Hiring and Managing Your Home Repair Contractor

Your "do-it-yourself" attitude is commendable, but at some point, you’ll need to hire a home repair contractor and pay someone to fix something in your home. There are going to be situations when you don’t have the time, inclination or skill to make a particular repair or do some of the work you need to be done. We all hire someone to fix something in our house at some point. What you'll find here is some guidance on when and how to select a home repair or maintenance contractor.

Types of Home Repair Contractors

When you need repair work done on your home, you will usually hire a specialty type of tradesman called a “subcontractor” which is different than a general contractor (GC) or builder. A general contractor or builder is a company that will construct a major renovation project or build a new home and hires all the individual specialty subcontractors.

The GC is the overall coordinator of a larger project and typically does not provide the labor to build the house. That comes from the subcontractors or the "trades" (construction trades). On a new home or large home repair or renovation project, these subs may include the excavator, concrete sub, rough framing carpentry crew, roofer, plumber, mechanical (HVAC) electrician, finish carpenter, painter, flooring, etc. The GC hires these subcontractors directly and directly "holds" their contracts. That means they work for him and they are under contract to him. You would have a contract with only the GC, not the GC's subs.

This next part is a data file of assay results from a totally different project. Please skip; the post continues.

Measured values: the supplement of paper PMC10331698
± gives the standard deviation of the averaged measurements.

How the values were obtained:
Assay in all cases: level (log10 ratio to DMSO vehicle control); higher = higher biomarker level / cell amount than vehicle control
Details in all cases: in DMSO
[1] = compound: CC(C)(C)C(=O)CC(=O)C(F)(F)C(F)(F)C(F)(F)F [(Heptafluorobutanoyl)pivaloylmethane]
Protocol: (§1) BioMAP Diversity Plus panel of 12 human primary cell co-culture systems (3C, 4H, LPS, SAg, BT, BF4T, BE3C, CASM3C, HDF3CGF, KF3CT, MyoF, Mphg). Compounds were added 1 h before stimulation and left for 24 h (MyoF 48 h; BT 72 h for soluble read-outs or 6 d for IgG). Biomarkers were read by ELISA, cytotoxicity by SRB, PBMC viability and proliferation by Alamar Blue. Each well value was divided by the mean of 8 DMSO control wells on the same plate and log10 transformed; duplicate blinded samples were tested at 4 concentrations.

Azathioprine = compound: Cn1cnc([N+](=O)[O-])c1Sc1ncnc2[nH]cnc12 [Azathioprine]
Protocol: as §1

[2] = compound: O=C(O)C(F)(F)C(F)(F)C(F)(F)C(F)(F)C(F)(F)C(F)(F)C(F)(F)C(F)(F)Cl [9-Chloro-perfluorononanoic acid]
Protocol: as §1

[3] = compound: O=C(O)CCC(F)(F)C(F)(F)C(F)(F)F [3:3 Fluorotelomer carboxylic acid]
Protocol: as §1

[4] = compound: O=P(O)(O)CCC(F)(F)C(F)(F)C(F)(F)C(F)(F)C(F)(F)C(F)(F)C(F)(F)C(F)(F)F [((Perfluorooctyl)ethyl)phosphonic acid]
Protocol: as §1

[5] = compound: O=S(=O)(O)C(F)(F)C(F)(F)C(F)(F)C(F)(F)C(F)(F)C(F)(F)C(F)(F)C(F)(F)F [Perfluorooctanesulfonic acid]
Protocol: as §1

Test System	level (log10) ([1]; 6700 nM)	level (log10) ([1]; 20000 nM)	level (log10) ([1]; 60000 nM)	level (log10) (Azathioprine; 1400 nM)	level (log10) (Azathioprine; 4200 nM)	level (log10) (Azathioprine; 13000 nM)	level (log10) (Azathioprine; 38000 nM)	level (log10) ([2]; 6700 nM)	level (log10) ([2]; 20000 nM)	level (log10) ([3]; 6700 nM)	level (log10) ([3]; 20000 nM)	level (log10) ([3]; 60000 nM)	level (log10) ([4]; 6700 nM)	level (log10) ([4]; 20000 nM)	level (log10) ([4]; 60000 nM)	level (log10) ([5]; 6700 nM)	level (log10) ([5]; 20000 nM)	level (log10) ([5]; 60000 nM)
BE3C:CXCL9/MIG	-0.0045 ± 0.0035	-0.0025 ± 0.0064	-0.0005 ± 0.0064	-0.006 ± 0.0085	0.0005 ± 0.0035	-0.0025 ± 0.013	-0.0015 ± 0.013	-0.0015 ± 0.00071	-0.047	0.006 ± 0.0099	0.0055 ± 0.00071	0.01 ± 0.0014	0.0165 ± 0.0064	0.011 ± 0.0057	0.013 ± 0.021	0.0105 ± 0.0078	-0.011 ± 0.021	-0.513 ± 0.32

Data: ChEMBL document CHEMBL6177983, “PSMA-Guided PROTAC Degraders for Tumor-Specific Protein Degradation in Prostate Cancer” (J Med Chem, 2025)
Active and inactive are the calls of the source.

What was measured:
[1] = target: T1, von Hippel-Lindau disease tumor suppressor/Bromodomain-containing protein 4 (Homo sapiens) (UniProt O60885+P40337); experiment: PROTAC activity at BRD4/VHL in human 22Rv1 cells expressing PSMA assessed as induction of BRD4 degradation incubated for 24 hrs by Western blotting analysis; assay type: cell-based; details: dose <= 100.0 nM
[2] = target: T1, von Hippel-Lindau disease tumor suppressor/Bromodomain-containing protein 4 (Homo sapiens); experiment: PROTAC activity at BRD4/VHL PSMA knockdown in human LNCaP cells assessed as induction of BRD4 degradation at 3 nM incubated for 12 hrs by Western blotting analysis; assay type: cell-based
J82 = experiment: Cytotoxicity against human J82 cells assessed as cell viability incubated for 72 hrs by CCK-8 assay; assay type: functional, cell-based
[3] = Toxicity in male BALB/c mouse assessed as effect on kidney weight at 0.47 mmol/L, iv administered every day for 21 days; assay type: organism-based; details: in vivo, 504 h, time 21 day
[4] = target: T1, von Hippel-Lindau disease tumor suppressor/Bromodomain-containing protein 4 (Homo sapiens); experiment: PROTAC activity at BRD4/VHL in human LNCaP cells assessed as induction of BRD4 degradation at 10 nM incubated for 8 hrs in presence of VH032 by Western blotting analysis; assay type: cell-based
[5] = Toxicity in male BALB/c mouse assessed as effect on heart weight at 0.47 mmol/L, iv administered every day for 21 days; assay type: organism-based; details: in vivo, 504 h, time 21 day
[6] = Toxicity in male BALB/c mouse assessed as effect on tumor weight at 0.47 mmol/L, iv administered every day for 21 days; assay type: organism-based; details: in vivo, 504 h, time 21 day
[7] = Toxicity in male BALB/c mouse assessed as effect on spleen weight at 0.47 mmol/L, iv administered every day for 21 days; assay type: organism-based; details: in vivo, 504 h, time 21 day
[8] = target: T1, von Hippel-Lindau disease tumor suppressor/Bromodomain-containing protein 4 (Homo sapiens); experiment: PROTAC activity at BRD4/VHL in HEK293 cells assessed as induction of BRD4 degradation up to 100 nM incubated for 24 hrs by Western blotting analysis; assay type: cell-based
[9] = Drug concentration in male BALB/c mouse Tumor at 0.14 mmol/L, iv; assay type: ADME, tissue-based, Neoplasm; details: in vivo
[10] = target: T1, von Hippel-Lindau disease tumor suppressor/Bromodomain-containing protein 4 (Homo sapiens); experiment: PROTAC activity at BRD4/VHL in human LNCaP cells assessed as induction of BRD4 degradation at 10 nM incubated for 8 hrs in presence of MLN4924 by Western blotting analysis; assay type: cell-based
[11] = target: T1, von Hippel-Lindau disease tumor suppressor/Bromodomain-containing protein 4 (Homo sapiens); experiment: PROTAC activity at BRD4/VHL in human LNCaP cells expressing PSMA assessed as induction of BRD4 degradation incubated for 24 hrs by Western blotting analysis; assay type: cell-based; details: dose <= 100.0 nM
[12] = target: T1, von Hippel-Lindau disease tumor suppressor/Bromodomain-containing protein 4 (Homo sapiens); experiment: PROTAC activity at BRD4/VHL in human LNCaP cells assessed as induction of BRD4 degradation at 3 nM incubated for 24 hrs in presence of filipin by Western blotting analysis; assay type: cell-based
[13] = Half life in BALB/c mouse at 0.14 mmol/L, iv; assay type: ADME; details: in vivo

The GC makes money by marking up the subcontractors' costs as a percentage of the construction amount (common) or as a lump sum fee (not so common). For this professional fee, he or she provides the management and scheduling of subs, paying the subs, provides supervision of the construction, provides dumpsters, port-a-john, insurance and other miscellaneous things you need to build a house or construct an addition. The subcontractors make their money by charging for labor and by marking up material. 

The GC is the “generalist” and subcontractors are the “specialists.” When you need a specific thing fixed in your home, you need a specialist, and that person is the specialty subcontractor, for example, a plumber.

When it comes to hiring someone for maintenance tasks a lot of people who do this work may not be a licensed subcontractor at all. They may just be a “guy with a truck,” for example a gutter cleaner, or leaf raker or sometimes a painter. Although using these types of people may work out, you must be careful since workmanship concerns and liability issues still exist but you won’t have the legal protection you have when using a licensed contractor. In short, avoid the temptation altogether and always use a licensed contractor.

Deciding When to Use a Contractor

Deciding to use a contractor is one that is often personal. It will come down to evaluating:

  • Your comfort level with the task at hand
  • Your time
  • Your budget